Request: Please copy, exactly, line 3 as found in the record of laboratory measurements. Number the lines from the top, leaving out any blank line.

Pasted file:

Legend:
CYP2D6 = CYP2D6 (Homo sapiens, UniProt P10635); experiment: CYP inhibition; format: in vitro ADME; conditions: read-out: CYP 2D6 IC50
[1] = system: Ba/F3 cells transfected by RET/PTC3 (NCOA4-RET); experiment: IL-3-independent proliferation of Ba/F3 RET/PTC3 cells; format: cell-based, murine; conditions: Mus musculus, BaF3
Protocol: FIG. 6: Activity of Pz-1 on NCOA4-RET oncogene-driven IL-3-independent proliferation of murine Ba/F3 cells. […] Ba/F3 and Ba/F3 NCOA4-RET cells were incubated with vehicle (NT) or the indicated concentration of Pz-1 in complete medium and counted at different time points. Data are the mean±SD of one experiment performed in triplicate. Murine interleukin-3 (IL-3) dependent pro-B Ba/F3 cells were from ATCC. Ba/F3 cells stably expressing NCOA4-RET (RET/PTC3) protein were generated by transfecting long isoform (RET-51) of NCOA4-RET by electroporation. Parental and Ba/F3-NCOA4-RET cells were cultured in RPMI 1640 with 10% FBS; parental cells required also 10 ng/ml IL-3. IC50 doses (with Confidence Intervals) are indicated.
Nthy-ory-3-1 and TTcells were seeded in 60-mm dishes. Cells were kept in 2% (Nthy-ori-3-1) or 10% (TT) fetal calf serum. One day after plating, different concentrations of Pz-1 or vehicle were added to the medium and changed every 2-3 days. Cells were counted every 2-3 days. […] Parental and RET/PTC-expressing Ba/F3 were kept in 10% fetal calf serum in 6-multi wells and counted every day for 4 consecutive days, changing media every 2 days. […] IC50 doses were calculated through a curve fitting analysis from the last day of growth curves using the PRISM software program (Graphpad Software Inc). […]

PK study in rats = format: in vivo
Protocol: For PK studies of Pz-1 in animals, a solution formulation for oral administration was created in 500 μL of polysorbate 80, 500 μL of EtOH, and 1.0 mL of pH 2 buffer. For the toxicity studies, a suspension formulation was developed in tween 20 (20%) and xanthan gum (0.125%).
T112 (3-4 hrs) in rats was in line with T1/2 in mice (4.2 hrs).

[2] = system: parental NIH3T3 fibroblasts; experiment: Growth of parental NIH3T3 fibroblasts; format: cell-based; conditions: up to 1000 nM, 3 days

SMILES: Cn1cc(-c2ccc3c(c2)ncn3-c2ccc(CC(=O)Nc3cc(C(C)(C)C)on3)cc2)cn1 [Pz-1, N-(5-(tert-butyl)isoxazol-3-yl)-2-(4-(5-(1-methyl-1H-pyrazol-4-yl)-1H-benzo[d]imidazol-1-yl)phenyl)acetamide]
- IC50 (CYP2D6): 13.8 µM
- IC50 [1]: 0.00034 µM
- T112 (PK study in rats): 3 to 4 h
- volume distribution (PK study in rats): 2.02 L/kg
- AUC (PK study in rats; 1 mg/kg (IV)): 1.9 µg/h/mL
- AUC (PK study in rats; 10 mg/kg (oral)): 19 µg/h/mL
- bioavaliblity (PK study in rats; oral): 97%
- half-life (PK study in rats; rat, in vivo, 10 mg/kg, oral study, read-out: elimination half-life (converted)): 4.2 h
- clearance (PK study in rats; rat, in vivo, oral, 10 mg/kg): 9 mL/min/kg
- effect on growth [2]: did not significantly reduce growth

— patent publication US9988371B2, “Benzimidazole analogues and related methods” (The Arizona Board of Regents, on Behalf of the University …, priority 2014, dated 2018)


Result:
[1] = system: Ba/F3 cells transfected by RET/PTC3 (NCOA4-RET); experiment: IL-3-independent proliferation of Ba/F3 RET/PTC3 cells; format: cell-based, murine; conditions: Mus musculus, BaF3